Fasting is not a new concept to me. Over the years during my times in Ashrams we would, once a week, do a 36 hour fast. The first time was hellish. After that it got easier and since then I’ve gone through phases of continuing this practice at home. I have to say, it’s not easy to do a fast at home with all the temptations in the cupboards. That’s why when Christine suggested I join the upcoming Fasting Retreat at the end of January I decided to give it a go.
I’d been teaching yoga at her fasting retreats for some time and we decided it would be a good idea if I did it myself so that I had personal experience of what it’s like to be on a 6 day fast. There were two options – either to do a 6 day juice fast or the all-in Buchinger Fast during which you have a small cup of juice in the morning, drink a lot of liquids during the day (water or herbal teas) and have a bowl of broth at 6pm. I decided if I was in, I was all in. Buchinger it was.
In the week before the retreat, the idea is to slowly reduce your food intake and start eliminating obvious offenders such as caffeine, alcohol, refined sugar, then dairy, then animal protein, pulses until you’re just on veggies and fruit.
We arrived at Christine’s beautiful house, located a couple of minutes from the village of Biot, on the Saturday afternoon. There were 4 of us, all doing the full Buchinger Fast. After a self covid test we were sat down in the kitchen with a bowl of Chlorure de Magnesium. It’s revolting stuff. You mix the powder in a bowl of water and try and swallow it down as quickly as possible, followed by a prune juice chaser to disguise the taste. This powder acts like a ‘purge’. Thats a nice word for a rather unpleasant process of emptying the digestive tract quickly. One participant couldn’t drink it, the rest of us did. One person had instant results, one had no results and I had results that continued for 24 hours… As I understood, the idea of the purge is that once you’re empty you stop producing the hormones that make you hungry. It’s true, after a short while the tummy rumbles stopped (at first replaced by alarming purging gut gurgles which certainly gave me something else to focus on).
After ‘dinner’ (broth) on the first evening we watched an interesting film on the benefits of fasting. It’s really quite amazing. It reduces inflammation, boosts the immune system, brings on autophagy, a process whereby healthy cells destroy unhealthy cells, it reduces the allergic response of the body to histamines, and of course, gives your system a rest and time to cleanse. It’s advised not to wear deodorant so the toxins can exit more easily.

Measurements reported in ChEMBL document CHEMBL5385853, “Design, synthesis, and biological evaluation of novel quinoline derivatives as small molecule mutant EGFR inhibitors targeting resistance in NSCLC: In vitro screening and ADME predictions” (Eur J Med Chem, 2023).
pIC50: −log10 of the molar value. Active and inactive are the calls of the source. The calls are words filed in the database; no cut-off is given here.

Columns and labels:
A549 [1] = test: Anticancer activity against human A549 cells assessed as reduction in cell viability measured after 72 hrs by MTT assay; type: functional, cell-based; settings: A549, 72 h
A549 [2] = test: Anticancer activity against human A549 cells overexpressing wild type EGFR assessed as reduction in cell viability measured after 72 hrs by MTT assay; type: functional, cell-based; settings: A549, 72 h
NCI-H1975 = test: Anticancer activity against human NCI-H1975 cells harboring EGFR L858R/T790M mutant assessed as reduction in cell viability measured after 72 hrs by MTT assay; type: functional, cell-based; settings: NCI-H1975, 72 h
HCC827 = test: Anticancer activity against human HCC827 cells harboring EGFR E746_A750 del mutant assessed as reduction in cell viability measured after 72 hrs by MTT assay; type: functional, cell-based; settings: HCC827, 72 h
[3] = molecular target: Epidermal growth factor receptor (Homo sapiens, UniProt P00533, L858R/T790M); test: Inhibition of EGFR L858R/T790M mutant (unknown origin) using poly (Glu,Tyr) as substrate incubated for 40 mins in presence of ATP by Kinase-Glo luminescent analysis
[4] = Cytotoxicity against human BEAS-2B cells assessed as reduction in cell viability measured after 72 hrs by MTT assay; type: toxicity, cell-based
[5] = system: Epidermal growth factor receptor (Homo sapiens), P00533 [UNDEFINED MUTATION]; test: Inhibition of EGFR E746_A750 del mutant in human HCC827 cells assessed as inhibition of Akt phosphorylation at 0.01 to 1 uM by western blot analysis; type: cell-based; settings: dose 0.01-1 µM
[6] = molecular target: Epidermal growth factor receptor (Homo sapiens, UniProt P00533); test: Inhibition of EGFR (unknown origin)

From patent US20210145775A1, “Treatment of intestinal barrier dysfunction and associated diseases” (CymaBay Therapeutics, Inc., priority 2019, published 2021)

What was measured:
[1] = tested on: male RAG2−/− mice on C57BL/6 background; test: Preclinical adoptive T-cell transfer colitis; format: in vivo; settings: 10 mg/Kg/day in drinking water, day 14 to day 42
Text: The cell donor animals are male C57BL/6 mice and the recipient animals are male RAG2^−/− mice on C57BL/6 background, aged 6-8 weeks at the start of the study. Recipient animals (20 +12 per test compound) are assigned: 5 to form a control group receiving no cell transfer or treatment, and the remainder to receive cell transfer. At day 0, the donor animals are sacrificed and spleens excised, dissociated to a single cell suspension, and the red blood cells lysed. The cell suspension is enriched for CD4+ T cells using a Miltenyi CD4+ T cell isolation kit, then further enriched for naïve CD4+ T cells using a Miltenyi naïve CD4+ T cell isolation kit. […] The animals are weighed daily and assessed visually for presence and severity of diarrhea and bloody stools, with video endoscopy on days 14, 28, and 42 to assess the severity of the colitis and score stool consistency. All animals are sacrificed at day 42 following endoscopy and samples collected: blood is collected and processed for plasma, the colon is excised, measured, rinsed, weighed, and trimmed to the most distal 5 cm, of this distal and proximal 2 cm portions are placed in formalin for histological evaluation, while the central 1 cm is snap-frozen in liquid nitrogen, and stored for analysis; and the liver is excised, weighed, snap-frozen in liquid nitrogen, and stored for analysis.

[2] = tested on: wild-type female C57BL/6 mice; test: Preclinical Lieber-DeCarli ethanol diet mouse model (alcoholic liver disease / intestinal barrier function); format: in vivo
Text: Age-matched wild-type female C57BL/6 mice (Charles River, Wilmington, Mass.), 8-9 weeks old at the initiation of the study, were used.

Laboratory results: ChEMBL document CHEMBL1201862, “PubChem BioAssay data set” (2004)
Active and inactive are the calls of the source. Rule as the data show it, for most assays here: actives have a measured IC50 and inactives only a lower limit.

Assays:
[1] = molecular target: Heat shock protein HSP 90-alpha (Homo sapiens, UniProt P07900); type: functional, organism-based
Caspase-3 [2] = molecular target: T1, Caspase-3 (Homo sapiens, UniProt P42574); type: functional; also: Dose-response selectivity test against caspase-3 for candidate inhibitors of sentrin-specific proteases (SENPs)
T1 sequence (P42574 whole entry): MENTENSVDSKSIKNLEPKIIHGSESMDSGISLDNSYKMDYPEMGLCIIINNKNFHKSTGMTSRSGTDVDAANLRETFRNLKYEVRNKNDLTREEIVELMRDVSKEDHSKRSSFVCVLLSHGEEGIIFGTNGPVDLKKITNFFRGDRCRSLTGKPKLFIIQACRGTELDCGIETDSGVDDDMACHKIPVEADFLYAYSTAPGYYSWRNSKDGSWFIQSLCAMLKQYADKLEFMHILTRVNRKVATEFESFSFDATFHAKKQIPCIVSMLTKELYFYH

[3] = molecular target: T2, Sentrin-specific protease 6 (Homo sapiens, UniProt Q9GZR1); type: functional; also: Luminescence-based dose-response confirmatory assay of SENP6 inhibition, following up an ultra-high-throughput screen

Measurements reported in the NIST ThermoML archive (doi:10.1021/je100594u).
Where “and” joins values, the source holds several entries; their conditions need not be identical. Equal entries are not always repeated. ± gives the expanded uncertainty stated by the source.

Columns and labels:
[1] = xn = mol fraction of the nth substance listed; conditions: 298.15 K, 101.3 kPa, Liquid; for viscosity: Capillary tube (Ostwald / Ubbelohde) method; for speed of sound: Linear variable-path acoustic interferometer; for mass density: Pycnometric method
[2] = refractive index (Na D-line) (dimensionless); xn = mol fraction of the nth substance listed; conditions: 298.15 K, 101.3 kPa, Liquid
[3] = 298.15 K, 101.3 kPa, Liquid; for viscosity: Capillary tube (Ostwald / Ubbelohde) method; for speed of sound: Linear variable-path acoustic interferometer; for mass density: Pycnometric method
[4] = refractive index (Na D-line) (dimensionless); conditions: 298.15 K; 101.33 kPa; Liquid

The next day we settled into our routine. Movement practice or self-massage at 9am followed by a cup of juice at 9.30 and then on the fuel of the juice a good long hike at 10am to stimulate the system. We did the longest hike on the first day when energy levels were highest. Each daily hike Christine took us to different spots, all beautiful, some woodlands, one river, one coastal, a hill top. Returning home at what would be lunchtime we were encouraged to take time to read, rest, relax, sauna/ice bath (the freezing cold swimming pool), have a massage, have a nap, then yoga at 4.30 followed by 6pm broth. It’s amazing how excited you can get about having a bowl of hot water that vegetables have been boiled in.
The sauna was a total life-saver. You get really cold when you’re fasting and the sauna heats up your bones nicely as well as helping the detox process. Christine showed us how to make lovely salt body scrubs which are amazing after you’re warmed up in the sauna. Himalayan salt, almond base oil, essential oils of your choice, all mixed together and then scrubbed lightly onto the skin in the shower. Your skin feels amazing and smells amazing afterwards. She also showed us how to make natural face masks and hair masks. Great for self-care routines.
Whilst Christine is also a massage therapist, she calls in local practitioners to offer other treatments. I went for a fabulous tuning forks and reflexology session with Louise Vaughan-Arbuckle. She’s a phenomenal energy worker and the session really went deep. We also had an evening session with the lovely Susanne Bohush of Bach Flower Remedies. That was an interesting and revealing talk.
It’s amazing just how much time you can spend thinking and talking about food when you can’t have any. The group aspect of the fast was very helpful, to know that other people were going through the same process, that we were all in it together. Christine was also very good at steering us to alternative topics of conversation. Having said that, each morning we played ‘guess the juice ingredients’ and each evening ‘guess the vegetables which have been boiled in this water’ which was a food topic that was permitted.